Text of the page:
Done with our first Pampanga restaurant, at Everybody’s Cafe. It’s only 12 in the afternoon, right on time for lunch and we still have a long list of activities to be checked.
Here are 2 more restaurants that added thrill to our Pampanga visit for the World Street Food Congress tour.
Related Post: World Street Food Congress: 15-hr Food Frenzy Safari (Part 1)

3rd Stop: Aling Lucing’s Sisig
Glaciano Valdez St. Angeles City, Pampanga
We had to introduce the well-known “Sisig” to our foreign friends. A dish born in Pampanga, invented by Lucia Cunanan or Aling Lucing, we all love this dish for its fatty and sizzling pork bits served on a hot plate. Compared to commercialized sisig we now find around the Philippines, Kapampangan sisig is slightly sour. It is said that ‘sisig’ is a Kapampangan way of cooking meat with a slightly sour seasoning.
Sizzling Sisig
Aling Lucing’s Sisig could be eaten with or without rice. For some, sisig is best partnered with alcoholic beverages.
With Singaporean personality, Rosalyn Lee
4th Stop: Cafe Fleur
463B Miranda St. Angeles City, Pampanga
Look at that! What a warm welcome from Cafe Fleur! One of the staff handed ice cold towels to refresh us from the afternoon heat.
Chef Sau Del Rosario
Cafe Fleur is owned by Kapampangan Chef Sau Del Rosario. Going back to his roots, the celebrity chef serves modern Kapampangan dishes with a French flair. As one of the most respectable chefs in the country, honed his craft at the Culinary Institute of America, Chef Sau impressed us with his creations from start to finish.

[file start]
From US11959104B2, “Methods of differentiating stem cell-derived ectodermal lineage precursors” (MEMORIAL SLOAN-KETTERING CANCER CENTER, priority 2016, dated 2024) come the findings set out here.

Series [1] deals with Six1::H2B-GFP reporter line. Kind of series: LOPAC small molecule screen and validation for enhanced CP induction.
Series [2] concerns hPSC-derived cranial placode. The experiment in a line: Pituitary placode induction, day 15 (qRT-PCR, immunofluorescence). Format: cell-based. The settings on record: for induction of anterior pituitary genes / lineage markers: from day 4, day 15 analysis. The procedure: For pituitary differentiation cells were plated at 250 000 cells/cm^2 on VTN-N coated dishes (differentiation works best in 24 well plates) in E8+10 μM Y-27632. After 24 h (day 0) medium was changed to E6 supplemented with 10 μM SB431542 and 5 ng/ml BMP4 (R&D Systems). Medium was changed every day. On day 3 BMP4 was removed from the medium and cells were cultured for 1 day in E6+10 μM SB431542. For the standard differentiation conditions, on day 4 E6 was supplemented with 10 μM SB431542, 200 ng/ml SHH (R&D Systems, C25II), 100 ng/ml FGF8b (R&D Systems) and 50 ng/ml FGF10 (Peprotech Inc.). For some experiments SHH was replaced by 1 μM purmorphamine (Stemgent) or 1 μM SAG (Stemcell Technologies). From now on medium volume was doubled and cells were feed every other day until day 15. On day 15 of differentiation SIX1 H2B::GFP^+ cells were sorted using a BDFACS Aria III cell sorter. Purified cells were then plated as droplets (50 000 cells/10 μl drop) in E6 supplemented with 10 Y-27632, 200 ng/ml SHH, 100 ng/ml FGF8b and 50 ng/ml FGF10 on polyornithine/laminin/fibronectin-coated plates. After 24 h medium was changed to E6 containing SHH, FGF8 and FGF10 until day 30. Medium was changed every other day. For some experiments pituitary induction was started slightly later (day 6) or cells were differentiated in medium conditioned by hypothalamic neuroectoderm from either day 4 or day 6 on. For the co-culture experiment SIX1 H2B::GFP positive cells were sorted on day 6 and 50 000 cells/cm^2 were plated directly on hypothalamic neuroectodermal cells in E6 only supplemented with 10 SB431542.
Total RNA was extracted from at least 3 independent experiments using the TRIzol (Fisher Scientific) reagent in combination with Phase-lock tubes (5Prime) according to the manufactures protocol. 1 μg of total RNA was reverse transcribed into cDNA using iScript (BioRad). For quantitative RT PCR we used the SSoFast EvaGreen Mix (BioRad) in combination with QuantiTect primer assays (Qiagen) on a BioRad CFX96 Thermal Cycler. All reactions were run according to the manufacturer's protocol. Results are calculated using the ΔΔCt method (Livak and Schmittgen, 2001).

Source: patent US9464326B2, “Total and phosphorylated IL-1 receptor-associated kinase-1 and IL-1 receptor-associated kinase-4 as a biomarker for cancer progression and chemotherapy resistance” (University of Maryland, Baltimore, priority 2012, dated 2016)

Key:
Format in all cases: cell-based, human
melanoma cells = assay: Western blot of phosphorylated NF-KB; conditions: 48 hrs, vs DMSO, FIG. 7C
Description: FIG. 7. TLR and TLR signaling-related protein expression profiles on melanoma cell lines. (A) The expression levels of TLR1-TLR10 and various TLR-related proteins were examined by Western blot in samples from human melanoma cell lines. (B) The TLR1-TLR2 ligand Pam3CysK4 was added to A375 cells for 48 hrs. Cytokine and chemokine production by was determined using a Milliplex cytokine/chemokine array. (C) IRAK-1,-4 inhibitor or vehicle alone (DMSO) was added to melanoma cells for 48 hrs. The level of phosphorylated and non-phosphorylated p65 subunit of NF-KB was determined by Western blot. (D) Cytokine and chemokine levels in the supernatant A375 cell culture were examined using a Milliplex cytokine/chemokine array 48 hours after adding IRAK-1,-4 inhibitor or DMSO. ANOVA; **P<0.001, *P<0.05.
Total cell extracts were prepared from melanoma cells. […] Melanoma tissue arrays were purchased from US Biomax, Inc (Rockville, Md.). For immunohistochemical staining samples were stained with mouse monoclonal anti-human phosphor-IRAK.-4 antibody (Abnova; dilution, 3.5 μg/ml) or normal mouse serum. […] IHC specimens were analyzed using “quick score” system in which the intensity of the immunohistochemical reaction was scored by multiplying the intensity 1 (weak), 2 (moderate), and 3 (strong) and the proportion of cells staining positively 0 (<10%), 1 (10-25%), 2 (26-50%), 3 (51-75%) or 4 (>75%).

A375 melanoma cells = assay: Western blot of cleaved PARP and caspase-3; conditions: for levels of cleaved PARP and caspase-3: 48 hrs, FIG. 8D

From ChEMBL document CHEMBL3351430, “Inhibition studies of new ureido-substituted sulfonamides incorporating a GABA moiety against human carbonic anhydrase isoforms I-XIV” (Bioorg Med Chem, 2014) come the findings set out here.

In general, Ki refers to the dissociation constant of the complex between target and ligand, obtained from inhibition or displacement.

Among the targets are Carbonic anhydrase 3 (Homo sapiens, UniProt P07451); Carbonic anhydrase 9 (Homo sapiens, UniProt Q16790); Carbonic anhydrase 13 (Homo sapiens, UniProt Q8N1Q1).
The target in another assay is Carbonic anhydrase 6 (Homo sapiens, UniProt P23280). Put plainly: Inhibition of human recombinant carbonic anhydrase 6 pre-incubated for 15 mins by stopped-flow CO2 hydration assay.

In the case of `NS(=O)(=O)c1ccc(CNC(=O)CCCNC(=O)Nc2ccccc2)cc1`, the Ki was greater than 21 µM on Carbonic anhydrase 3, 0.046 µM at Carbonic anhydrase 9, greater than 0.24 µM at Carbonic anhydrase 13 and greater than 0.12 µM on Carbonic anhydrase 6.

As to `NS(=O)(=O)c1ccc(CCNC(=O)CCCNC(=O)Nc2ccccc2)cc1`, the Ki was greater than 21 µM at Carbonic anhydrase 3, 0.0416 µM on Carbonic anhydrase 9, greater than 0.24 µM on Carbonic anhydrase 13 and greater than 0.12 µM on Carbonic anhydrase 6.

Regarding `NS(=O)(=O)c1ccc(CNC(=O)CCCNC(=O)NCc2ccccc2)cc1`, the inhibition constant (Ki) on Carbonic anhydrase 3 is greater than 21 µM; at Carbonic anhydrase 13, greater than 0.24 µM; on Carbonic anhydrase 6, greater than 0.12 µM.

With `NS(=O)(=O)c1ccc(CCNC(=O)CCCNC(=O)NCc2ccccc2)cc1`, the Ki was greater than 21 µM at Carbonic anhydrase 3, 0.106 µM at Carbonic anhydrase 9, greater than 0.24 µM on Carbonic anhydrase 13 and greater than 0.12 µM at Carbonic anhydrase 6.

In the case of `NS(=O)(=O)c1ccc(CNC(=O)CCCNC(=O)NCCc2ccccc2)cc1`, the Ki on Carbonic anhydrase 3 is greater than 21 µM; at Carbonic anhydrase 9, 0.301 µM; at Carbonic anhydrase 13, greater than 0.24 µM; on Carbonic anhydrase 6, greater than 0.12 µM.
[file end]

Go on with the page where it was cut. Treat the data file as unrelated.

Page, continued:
Before entering the dining area, Chef Sau prepared a feast outside the restaurant, a buffet style of his special Kapampangan appetizers.
Tamales Pampangueña

The inventive Chef Sau glamourized Tamales Pampangueña by adding coconut cream to quality rice flour. This results to a cup of pudding rich with flavors. Plus, it looks so pretty!

Pako Salad

The salad of the Kapampangans, Cafe Fleur’s Pako Salad is made with local ferns, watermelon, kesong puti and salted egg.

Burong Hito
Using mustasa leaves, crispy catfish, buro or fermented rice, tomatoes and salted egg were all wrapped together and ready for a mouthful bite.
At Cafe Fleur, I was able to taste the best Kare-Kare in the Philippines! Yes, not “one of the”, it’s so far the best renditions I’ve ever tried! A deconstructed style of serving kare-kare, it is composed of rich peanut sauce, juicy yet crispy pork belly, baguio beans, eggplant, and the appetizing bagoong (shrimp paste).
However, Chef Sau’s Pork Belly Kare-Kare is not part of the regular menu. To order, you have to request ahead of time.
Rellenong Bangus

Next to Kare-Kare, this Rellenong Bangus mesmerized my tastebuds. A secret heritage recipe of Chef Sau, he made the stuffed milkfish more appealing by its creamy texture.

Roast Lamb Shank Caldereta
We’ll be always proud of our Filipino Halo-Halo. Other countries may have their own versions, like ice kacang for Singapore and bingsu for Koreans, you can’t beat the refreshing glass with ice, carabao’s milk, leche flan, purple yam, sweetened banana, and nata de coco.
Pandan Sansrival

Also, before I forget, I’m going back for this chewy Pandan Sansrival!

Tsokolate Batirol
What a splendid Pampanga tour for the World Street Food Congress!
Time check, it’s only around 1 in the afternoon. Our 15-hour food frenzy safari isn’t over yet.
Check out the Part 3 of this gastronomic adventure!
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Pray, Eat and Love.
The Food Scout

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